July 27, 1863
The Gunboat Expedition. – The Wm. H. Harrison, under command of Col. Darr and Capt. Moore, left the wharf Saturday afternoon, having on board two pieces of cannon and a couple hundred militia, including the members of the legislature, all well armed. They went up to cut off Morgan’s apprehended attempt to cross at the mouth of Short creek, but hearing of his change of track they moved up four miles above Steubenville. The expedition returned last evening.
July 25, 1863
John Morgan. – Since Thursday evening there has been the most intense excitement in the city in consequence of the near approach of John Morgan, the famous rebel soldier. All the military force at this place, consisting chiefly of new recruits, was at once armed and properly disposed. The order of Gen. Wheat calling out the militia was responded to yesterday morning by a considerable portion of the able bodied who met at the Court House for inspection. The bells of the city were rung in order more thoroughly to arouse the people. The fact that information had been received of the burning of a bridge at Campbell’s Station on the Central Ohio Railroad, and that Morgan was making for Senecaville, a little town situated a few miles south of the road in Guernsey county, tended to increase the excitement, and a general determination was manifested that the rebels should not cross the Ohio at this point. Both branches of the Legislature, as will be seen by the proceedings elsewhere, adjourned and at once formed themselves into an infantry company and reported for duty. About 12 o’clock information was received that the section of Carlin’s battery and two companies of infantry had arrived safely at Captina, and was properly posted so as to give John a warm reception should he attempt to cross at that point.
When the militia were dismissed at noon, commandants of companies were instructed to compel the attendance, in the afternoon, of every able bodied man subject to military duty.
The Legislative company was organized by electing Gen. Le Roy Kramer as Captain, Col. Crawford, 1st Lieutenant and Mr. McCann, 2d Lieutenant. They were armed with Minnie rifles and were ordered to report at Moundsville.
Various speculations were indulged as to the course Morgan would be likely to take in order to cross the river. Some seemed to think he would attempt to cross here and this opinion was strengthened by a rumor that he was on the National road east of Washington, Ohio. The map was carefully scanned and as the day advanced the general opinion was that he was making south from the Central road with the intention of crossing at some point below here.
LATER. – Mr. McCurdy and Mr. Lawrence arrived here yesterday afternoon from Washington, Ohio, bringing with them the monies and papers of the branch bank at that place. They report that Morgan’s command reached Washington yesterday morning at 6 o’clock, and breakfasted there. Morgan then started down the national road in the direction of Wheeling. It was thought that he would come to Morristown twenty-two miles from this city, and then take the road in the direction of Lewis’ Mills, New Castle and Captina.
The rebels, in addition to burning a bridge at Campbell’s station, destroyed the ware house of Mr. Fordyce and did considerable damage to the railroad track.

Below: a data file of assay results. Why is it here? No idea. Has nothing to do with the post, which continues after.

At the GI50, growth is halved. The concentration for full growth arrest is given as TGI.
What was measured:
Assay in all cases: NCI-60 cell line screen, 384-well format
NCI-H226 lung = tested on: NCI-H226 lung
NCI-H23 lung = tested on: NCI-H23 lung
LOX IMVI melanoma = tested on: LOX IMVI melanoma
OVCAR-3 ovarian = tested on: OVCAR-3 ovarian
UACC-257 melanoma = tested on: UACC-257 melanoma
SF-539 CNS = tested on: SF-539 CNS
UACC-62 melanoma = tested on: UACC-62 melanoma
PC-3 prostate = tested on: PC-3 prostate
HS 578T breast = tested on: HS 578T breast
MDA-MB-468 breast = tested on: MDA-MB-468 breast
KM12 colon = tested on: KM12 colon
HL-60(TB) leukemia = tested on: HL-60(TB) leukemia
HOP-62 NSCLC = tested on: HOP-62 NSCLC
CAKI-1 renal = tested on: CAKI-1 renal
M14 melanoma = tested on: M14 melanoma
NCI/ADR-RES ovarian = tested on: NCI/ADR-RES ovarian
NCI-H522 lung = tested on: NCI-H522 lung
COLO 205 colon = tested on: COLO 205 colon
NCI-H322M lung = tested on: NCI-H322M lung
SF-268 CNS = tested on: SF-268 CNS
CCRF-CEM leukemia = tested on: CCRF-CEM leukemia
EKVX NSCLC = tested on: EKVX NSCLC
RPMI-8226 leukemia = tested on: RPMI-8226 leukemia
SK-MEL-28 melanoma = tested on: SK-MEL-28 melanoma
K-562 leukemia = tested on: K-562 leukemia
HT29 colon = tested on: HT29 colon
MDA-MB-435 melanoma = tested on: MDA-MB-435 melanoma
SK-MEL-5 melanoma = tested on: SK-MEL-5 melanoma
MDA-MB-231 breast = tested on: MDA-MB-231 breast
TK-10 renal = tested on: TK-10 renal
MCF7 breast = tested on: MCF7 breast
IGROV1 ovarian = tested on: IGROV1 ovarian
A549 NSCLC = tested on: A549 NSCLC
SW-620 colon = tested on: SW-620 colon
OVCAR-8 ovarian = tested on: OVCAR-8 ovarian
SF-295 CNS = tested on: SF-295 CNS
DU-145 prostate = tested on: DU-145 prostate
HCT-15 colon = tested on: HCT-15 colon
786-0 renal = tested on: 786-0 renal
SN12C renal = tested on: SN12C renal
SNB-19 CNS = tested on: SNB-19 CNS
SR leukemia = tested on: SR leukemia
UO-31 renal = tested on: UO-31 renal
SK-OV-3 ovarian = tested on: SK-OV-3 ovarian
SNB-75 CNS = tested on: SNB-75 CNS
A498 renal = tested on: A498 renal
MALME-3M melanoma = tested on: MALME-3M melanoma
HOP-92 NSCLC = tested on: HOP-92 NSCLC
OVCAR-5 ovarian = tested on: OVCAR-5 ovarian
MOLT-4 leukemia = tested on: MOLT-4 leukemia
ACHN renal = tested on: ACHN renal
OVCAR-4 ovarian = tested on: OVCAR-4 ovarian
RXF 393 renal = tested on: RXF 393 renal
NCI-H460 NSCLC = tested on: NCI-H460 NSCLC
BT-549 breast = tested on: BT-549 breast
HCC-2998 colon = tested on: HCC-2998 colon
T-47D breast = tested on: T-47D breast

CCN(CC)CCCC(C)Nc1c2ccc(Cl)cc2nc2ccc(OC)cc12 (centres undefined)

Still Later – A dispatch was received last evening, stating that Morgan had taken the road to Cadiz, and was pushing rapidly on towards that point. He was stealing horses and compelling citizens familiar with the country, to act as guides for him.
It was understood that Gen. Brooks, with a considerable force, was coming down from Pittsburg, but if it shall appear that Morgan designs to cross the river at or near Steubenville, Gen. Brooks will, of course, dispose of his command accordingly.
The 4th and 5th regiments of Wheeling militia are now encamped on the Island. Many of the men last evening sought shelter under the bridge over the west channel.
P. S. – From what we could learn last evening in regard to military operations we feel confident of the capture of Morgan and his whole gang, no matter where he may attempt to cross.
July 25, 1863
The expedition to Captina, consisting of two companies of Wheeling militia and two pieces of artillery, under charge of a detachment of Carlin’s battery, returned last night on board the W. H. Harrison. The artillery was taken over on the Island last night and planted in a position for service. Morgan can hear from them this morning if he wants to.
The Legislature Yesterday.
July 25, 1863
The Legislature Yesterday.
The legislature did a handsome thing yesterday. Not in the way of legislation, but in a way more adapted to the spirit of the times. They “shouldered arms and carried arms,” not like the boys who wore the paper caps and “marched up the steep hill side against the western wind,” but like bona fide soldiers. They met and adjourned at the usual hour in the morning, each member repairing to the ordnance department and getting a gun. Gen. Kramer, of Monongalia, was made captain, Col. Crawford, of Hancock, first lieutenant, and T. K. McCann, of Greenbrier, second lieutenant. All together they made up a company of seventy-two men, including the clerks and sergeants-at-arms of the two houses. They paraded in the forenoon and afternoon and held themselves in readiness to move upon the enemy whenever his approach should be signaled. We should not forget to notice that Mr. McWhorter, of Roane county, acted as fifer and Mr. Sheets, of Hampshire, as tenor drummer. We like the sort of vim displayed by the legislature of our New State yesterday. John Morgan would have received a volley of very hearty shots from them had he made his appearance.
Timeline of West Virginia: Civil War and Statehood: July 1863